Events of recent weeks reminded me of a time, in 1995, when I was working at an earlier incarnation of NHS England. One of my colleagues had been seconded to the Cabinet Office to lead a ‘bonfire’ of NHS red tape. So high profile was this piece of work at the time, he was due to present the findings to Cabinet. However, on the day he was primed to do so, John Major resigned as leader of the Conservative Party, precipitating a leadership contest (in which he ran and subsequently won).
It’s little more than 3 weeks since another resignation put the spanner in the workings of government. This time delaying – among other things – the long-awaited health disparities white paper. Widely tipped for publication the following week, the prime minister’s resignation put it firmly back in the freezer awaiting decisions by the new government. Of course, this isn’t the first time that political instability in the Conservative Party has got in the way of public health policy. Cameron’s resignation in 2016 led to the child obesity strategy slipping through the hands of policymakers.
This is more than dispiriting for those concerned by the stark deterioration in the nation’s health. Our evidence hub is providing regular updates on the current trends in life expectancy and the wider factors that shape this. With a cost of living crisis squeezing family budgets, it will become harder for households to afford the building blocks for good health – keeping warm, keeping up rent or mortgage payments and keeping nutritious food on the table.
But, as history shows time and again, waiting for government action is never the best recipe for change. Rather, we need to seize the opportunities that present themselves daily to do things differently, and, as was explored in our recent podcast, harness the wider assets that sit in communities.
This month’s newsletter provides some practical insights. First, the guest blog from Jason Strelitz, the Director of Public Health for the London Borough of Newham, reflects on their lessons from the pandemic. He describes how a seemingly simple reframing of the ‘three Cs’ model to vaccine hesitancy was able to transform how they understood the challenge of reaching communities that were not taking up the vaccine offer.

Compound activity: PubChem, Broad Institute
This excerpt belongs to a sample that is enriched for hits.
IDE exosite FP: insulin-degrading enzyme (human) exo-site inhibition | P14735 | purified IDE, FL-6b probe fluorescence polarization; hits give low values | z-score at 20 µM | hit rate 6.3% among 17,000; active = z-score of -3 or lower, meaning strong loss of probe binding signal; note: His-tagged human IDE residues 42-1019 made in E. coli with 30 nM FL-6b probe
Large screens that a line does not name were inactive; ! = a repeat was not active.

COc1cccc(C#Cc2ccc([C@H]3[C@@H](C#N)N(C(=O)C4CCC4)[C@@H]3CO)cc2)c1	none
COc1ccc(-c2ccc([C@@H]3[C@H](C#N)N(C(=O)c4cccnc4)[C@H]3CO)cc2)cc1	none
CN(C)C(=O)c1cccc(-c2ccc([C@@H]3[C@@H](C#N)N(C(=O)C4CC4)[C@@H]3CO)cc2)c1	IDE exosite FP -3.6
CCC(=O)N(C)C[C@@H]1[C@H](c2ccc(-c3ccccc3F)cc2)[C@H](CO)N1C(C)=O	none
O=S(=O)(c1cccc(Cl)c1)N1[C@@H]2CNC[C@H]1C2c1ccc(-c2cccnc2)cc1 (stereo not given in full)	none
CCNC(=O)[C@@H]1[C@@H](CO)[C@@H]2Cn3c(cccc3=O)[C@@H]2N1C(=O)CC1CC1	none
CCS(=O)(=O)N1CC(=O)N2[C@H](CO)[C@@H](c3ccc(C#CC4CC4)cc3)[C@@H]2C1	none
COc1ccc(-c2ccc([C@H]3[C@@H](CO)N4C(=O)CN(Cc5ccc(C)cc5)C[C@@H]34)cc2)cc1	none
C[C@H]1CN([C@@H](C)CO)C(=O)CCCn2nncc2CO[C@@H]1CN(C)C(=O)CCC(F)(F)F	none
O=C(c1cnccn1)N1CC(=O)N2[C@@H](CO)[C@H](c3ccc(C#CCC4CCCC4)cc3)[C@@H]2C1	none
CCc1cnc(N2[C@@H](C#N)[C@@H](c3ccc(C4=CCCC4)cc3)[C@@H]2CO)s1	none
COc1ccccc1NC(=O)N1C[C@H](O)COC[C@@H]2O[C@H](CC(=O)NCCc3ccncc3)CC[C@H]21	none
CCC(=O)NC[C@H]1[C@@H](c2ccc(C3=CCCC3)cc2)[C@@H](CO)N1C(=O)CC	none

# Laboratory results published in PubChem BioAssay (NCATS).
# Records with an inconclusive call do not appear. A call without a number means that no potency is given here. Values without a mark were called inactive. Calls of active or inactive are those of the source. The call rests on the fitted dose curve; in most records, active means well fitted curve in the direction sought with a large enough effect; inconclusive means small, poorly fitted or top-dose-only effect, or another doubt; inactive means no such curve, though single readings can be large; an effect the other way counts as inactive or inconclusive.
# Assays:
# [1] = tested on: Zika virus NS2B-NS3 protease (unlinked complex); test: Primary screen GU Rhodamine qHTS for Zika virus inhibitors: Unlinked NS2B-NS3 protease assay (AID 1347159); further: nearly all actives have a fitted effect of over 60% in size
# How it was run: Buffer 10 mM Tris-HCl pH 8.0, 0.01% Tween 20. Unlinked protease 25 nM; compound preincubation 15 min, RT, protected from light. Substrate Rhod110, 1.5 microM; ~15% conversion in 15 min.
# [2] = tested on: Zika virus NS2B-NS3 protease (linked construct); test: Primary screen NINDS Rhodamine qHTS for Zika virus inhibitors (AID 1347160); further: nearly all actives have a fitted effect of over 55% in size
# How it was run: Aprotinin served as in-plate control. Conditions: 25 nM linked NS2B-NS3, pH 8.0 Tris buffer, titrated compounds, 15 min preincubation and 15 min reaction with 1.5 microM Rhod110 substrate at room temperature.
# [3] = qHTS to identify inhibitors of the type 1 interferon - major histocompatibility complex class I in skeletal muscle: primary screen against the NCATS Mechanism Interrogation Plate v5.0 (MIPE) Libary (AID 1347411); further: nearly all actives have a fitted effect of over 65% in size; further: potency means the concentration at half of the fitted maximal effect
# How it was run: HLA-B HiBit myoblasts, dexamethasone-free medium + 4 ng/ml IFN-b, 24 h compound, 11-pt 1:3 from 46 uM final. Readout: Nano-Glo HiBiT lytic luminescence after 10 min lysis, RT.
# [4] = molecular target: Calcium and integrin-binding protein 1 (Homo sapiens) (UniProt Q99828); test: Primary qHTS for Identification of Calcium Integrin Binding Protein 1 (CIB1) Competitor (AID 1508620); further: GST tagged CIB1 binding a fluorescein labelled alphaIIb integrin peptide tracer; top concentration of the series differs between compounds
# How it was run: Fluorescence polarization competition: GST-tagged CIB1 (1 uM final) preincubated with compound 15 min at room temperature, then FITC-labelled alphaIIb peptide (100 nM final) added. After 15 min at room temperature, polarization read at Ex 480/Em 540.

Framing is a wider theme in the newsletter as we publish our toolkit on how to talk about the building blocks of health. Based on our long running programme with the FrameWorks Institute, the toolkit presents findings from extensive ethnographic research on how to talk about health and health inequalities to engage public attention and inspire action.
As the contest to be the next prime minister proceeds, the last candidates standing may do well to read a recent Public First report, funded by the Health Foundation, which set out to understand attitudes among the so-called ‘red wall’ voters. In these areas, there was a recognition of the lower life expectancy they faced, and insights into the action that can be taken locally through improving green spaces and neighbourhoods to build stronger and healthier communities. It was clear that they hadn’t forgotten the government’s promise to ‘level up’.
There were a lot of hopes pinned on the health disparities white paper. Previous government policies had signalled that this was going to be the place they would set out the actions needed to meet their levelling up promise to increase healthy life expectancy by 5 years by 2035. A lot of uncertainty must now surround not just the white paper but wider government policies.
However, what is certain is the opportunity to act locally. As Margaret Mead said: ‘Never doubt that a small group of thoughtful, committed citizens can change the world; indeed, it is the only thing that ever has.’
This content originally featured in our email newsletter, which explores perspectives and expert opinion on a different health or health care topic each month.